I just recently derived the metric tensor of the 4-sphere by embedding the coordinate system within 5D spherical coordinates, deriving the tangential vectors and then doing the dot product with all of the tangential vectors except for the e(adsbygoogle = window.adsbygoogle || []).push({}); _{r}vector since r stays constant. I then added a sign signature to this 4-sphere metric tensor which I chose to be (- + + +).

Then a crucial memory hit me. A long time ago, back when I first learned how to derive metric tensors, I remember looking up the metric tensor for 3D spherical coordinates online. When I did this, a page with the metric tensor for spherical coordinates in Minkowski space came up. This particular metric tensor looked like this:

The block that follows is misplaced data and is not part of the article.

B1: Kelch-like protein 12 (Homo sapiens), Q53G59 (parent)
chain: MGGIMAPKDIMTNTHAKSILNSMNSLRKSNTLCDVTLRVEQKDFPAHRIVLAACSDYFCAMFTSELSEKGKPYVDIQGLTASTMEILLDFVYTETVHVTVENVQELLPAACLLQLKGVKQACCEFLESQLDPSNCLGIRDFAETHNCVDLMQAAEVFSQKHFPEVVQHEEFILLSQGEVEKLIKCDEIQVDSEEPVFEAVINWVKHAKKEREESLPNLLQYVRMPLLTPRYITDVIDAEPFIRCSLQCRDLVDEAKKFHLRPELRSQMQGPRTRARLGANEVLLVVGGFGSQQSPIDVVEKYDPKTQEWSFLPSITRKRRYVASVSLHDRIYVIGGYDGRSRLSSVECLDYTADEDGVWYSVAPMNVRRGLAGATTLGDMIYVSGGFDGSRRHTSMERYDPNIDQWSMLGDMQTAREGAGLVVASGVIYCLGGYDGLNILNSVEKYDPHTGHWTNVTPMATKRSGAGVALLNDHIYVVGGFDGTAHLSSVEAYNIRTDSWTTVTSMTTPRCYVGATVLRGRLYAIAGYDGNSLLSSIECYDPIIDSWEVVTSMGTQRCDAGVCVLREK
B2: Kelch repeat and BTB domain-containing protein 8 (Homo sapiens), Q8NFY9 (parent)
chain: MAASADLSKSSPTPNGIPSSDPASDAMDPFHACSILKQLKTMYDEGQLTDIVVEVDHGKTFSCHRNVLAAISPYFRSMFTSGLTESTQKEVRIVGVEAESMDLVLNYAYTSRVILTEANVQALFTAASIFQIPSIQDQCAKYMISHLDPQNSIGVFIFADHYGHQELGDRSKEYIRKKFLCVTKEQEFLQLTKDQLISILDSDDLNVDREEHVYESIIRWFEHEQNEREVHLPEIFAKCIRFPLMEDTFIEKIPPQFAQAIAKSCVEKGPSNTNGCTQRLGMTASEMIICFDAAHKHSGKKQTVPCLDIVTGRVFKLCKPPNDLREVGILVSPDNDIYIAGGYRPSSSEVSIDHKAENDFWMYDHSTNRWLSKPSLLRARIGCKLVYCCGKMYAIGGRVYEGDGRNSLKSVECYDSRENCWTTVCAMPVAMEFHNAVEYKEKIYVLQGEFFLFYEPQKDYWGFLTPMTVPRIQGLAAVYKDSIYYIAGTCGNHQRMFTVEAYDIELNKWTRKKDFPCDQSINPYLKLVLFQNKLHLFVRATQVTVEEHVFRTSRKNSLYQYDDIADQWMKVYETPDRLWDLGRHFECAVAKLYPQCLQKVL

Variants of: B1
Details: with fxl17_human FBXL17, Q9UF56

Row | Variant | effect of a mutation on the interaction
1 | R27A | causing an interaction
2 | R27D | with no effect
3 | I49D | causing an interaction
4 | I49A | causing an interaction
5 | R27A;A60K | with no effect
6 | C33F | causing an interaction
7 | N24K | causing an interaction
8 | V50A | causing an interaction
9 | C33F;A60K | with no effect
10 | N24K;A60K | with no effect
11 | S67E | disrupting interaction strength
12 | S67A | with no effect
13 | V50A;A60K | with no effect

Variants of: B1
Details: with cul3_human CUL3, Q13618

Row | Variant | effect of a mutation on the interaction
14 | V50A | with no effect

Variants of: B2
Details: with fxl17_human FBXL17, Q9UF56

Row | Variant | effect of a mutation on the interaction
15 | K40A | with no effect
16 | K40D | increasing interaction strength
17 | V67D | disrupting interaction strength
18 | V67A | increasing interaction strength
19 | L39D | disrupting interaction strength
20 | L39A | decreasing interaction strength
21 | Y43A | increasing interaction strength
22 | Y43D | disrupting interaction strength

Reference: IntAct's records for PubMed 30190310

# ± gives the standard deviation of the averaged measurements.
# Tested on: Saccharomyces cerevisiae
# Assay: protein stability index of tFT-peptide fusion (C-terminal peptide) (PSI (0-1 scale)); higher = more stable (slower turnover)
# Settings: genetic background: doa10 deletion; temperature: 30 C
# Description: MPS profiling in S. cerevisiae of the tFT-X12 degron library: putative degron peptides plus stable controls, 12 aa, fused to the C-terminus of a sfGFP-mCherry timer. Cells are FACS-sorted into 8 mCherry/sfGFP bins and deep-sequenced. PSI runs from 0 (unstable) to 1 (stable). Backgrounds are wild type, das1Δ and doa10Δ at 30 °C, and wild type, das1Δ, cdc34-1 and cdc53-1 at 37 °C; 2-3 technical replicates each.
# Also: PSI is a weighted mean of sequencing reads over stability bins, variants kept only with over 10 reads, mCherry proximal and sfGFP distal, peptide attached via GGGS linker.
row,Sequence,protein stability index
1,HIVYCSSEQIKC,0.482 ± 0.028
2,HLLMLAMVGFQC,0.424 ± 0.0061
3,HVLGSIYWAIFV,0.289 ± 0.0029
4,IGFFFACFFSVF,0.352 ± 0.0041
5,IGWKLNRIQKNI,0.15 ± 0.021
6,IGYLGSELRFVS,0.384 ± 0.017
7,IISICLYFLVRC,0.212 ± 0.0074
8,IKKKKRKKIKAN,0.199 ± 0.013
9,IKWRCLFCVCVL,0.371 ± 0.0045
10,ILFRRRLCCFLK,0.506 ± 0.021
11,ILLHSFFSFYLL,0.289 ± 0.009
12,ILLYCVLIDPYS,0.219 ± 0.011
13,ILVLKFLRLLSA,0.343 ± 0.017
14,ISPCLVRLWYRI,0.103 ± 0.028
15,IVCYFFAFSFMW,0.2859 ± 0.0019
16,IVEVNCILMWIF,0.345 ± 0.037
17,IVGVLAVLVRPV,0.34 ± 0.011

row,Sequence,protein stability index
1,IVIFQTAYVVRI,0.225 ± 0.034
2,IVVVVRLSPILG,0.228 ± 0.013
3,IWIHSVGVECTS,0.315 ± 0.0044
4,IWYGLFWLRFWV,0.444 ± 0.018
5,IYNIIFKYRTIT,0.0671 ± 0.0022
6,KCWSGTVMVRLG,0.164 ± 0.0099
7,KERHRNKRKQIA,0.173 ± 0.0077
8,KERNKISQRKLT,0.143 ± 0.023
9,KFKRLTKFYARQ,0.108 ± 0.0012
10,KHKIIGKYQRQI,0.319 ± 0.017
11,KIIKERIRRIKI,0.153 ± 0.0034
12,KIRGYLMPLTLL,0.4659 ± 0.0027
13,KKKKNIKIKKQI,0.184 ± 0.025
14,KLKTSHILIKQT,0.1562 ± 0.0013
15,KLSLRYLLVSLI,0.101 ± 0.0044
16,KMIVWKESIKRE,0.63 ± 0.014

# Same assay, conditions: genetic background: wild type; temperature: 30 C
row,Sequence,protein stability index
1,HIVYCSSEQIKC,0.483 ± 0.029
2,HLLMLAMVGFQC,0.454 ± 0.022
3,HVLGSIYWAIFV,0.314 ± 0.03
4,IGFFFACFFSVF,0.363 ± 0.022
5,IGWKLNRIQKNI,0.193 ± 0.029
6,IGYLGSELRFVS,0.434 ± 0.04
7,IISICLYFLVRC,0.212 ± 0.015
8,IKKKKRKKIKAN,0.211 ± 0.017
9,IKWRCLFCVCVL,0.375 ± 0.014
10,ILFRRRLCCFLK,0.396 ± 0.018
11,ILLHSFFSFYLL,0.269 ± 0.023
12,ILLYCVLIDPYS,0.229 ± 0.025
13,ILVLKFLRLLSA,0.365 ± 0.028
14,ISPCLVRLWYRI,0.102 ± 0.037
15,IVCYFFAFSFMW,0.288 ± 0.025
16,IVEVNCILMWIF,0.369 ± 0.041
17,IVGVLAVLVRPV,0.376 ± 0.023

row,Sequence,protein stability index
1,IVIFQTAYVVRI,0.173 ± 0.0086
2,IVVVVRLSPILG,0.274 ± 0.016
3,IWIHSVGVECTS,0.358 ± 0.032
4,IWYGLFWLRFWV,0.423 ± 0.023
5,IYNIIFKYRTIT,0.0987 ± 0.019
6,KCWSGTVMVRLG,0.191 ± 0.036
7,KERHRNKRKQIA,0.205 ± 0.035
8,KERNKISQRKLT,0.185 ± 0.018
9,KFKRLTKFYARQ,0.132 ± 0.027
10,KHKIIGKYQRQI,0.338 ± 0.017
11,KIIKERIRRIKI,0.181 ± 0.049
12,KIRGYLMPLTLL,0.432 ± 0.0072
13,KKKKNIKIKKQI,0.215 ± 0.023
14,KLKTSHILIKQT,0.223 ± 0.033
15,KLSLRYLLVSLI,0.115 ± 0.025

g_{00}= -1

g_{11}= 1

g_{22}= r^{2}

and g_{33}= r^{2}sin^{2}(θ)

Every other term was 0.

Now I know that this particular space-time is flat while the 4-sphere that I recently derived is curved, but the Minkowski spherical metric tensor above is not even the same as the metric tensor for 4D spherical coordinates (the coordinate system you use when deriving the 3-sphere).

Since this Minkowski version of spherical coordinates was different from the metric tensor for 4D spherical polar coordinates, this made me wonder whether or not you can actually apply a temporal component to n-spheres.

Can someone please tell me if it is valid to apply a sign signature to an n-sphere (indicating that n-spheres can have temporal components) or if the metric tensors of n-spheres can only be purely spatial?

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# Question about n-spheres

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